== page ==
Ever since the reform era, the position of NU in the national political constellation is more beneficial. They also hold the authority to form political and religious policies at the same time. The positions of the Indonesian Minister of Religious Affairs and the Head of Indonesia Ulama Council are always carried out by the members of NU. This political position is the main factor in strengthening religious identity in the public sphere. The idea of moderate Islam and the development of Islam with national insight lead NU to adapt and do a synergy with political powers from the nationalist as the current political power in Indonesia.

Hisab and ru’yat are not only methods of determining the beginning and end of Ramadan but they also symbolise the contestation of the religious organisations NU and Muhammadiyah in the public sphere. This research is limited to analysing the behaviour of the NU and Muhammadiyah religious organisations in the public sphere, which make ru’yat and hisab methods as a symbol of contestation in affirming their existence in the public sphere. In line with that, this article suggests the need for a study that examines the public’s response to the use of the ru’yat and hisab methods as a symbol of contestation in public sphere.


In Indonesia, the methods to determine the beginning and the end of Ramadan by applying ru’yat and hisab, which are both initially neutral, are biased because they are used as attributes of certain religious organisations. The determination process has been transformed into a contestation arena between religious symbols to affirm the existence of their religious interpretations and beliefs. The contestation of religious symbols in the public sphere is a competition of images of the religious organisations in upholding their position and social legitimacy. Religious terminologies are employed as symbols to facilitate the construction of internal, emotional and ideological relations amongst the members of the socio-religious organisations. In this context, the contestation is a media to declare self-identity. Fasting and other Islamic holidays become the arena to demonstrate the existence of the organisations through religious reasoning.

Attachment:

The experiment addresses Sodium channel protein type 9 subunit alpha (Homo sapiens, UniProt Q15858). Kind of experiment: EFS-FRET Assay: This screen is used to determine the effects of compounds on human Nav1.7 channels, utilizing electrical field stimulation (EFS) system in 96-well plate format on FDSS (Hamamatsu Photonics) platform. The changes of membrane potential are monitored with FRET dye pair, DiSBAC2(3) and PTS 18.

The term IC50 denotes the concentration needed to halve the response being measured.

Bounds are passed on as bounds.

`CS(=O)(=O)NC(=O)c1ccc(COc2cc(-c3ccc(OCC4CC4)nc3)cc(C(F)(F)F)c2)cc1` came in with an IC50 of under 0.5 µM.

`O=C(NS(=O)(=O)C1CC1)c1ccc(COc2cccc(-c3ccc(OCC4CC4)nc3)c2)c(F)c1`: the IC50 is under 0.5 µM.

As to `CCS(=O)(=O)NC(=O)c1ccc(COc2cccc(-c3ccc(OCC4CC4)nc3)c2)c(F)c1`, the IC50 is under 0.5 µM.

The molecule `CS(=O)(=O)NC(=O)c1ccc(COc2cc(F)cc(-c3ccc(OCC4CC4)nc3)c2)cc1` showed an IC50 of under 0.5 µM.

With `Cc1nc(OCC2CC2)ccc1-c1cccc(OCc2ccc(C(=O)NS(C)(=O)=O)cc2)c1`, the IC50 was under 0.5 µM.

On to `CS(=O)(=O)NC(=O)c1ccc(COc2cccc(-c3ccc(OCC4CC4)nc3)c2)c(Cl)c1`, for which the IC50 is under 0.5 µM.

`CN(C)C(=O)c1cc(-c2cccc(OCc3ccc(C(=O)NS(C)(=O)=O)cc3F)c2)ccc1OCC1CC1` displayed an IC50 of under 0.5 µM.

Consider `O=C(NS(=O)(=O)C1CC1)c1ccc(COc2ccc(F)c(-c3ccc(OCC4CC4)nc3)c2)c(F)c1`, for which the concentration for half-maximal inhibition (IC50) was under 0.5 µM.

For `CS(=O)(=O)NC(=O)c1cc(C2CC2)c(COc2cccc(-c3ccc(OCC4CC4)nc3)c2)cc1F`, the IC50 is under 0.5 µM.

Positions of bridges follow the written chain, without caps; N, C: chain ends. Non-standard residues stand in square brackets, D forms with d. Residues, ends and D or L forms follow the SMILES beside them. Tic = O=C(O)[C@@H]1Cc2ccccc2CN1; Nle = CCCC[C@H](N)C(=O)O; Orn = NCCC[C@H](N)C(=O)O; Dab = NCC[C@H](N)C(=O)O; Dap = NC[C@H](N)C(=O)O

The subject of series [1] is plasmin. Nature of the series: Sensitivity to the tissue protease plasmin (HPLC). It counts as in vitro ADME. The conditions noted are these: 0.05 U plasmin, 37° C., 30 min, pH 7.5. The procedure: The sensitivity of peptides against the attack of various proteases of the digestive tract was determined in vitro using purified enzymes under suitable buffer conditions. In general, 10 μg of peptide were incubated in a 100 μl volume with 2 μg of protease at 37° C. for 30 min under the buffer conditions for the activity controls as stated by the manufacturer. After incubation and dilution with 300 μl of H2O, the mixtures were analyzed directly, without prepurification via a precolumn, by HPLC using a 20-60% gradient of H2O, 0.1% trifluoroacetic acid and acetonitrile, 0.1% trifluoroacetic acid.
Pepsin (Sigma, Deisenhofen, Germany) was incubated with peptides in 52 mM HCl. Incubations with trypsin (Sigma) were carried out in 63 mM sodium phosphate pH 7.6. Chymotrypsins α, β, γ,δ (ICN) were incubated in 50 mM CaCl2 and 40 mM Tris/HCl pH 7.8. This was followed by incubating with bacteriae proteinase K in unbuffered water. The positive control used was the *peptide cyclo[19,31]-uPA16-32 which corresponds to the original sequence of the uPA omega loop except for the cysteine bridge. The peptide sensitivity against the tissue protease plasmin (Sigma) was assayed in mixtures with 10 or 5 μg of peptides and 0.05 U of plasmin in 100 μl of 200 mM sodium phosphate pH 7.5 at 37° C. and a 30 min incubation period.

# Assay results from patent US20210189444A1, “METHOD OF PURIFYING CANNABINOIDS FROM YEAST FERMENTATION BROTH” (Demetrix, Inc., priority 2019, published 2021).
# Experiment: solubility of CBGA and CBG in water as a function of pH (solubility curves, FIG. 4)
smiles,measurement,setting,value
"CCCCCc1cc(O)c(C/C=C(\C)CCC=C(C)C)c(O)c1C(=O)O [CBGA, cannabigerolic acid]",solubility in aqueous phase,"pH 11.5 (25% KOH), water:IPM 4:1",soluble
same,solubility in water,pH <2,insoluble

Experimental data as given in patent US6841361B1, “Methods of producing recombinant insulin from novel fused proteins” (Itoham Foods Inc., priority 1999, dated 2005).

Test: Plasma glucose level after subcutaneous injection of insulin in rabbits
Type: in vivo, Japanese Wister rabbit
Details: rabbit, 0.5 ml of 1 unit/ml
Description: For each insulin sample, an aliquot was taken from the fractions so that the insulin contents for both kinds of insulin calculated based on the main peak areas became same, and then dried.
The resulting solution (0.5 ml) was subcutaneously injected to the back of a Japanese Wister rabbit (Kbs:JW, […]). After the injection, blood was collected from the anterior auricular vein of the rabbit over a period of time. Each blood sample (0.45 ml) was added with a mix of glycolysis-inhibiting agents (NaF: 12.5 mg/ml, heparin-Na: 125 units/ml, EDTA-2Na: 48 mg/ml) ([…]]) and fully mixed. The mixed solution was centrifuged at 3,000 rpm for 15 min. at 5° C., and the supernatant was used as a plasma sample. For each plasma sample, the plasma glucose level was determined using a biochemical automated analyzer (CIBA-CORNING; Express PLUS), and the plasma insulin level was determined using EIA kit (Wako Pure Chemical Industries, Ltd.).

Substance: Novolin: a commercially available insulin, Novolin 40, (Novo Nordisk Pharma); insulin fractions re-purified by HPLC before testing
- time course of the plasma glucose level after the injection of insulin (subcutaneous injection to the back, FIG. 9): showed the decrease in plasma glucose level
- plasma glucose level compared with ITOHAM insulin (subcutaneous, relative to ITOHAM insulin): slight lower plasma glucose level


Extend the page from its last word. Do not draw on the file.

The difference in determining the beginning and the end of Ramadan in Indonesia has been placing two major socio-religious organisations in Indonesia, Muhammadiyah and NU in psychologically tense interactions in public sphere dragging their members in the ‘conflict whirl’. This implies the transformation of fasting from supposedly private-individual into public-dimension worship. The strong public dimension of Ramadan in Indonesia is because of the traditional characteristic of Eid Al-Fitr as a communal celebration, which has systemic impacts on the social and economic lives of the community, given that Muslim is the majority of Indonesian population. The government and Indonesian Council of Ulema (MUI) initiated to bring together two mass organisations and compromise the methods of hisab and ru’yat through the work of methodological unification with the spirit of togetherness on the basis of the common good and minimising tension.

Limitations of this study

This study is limited to determining the beginning of the Islamic calendar by two methods of hisab and ru’yat. For further research related to determine the beginning of the Islamic calendar in the Muslim world, researchers need to combine the two methods of hisab and ru’yat.


Competing interests

The authors declare that they have no financial or personal relationships that may have inappropriately influenced them in writing this research article.

Authors’ contributions

R.R. presented the idea and developed the theory and data. M.F.Z. contributed to the writing and editing of the manuscript.

Ethical considerations

This article followed all ethical standards for research without direct contact with human or animal subjects.

Funding information

This research was funded by Institut Agama Islam Negeri Purwokerto.

Data availability

Data sharing is not applicable to this article as no new data were created or analysed in this study.


The views and opinions expressed in this article are those of the authors and do not necessarily reflect the official policy or position of any affiliated agency of the authors.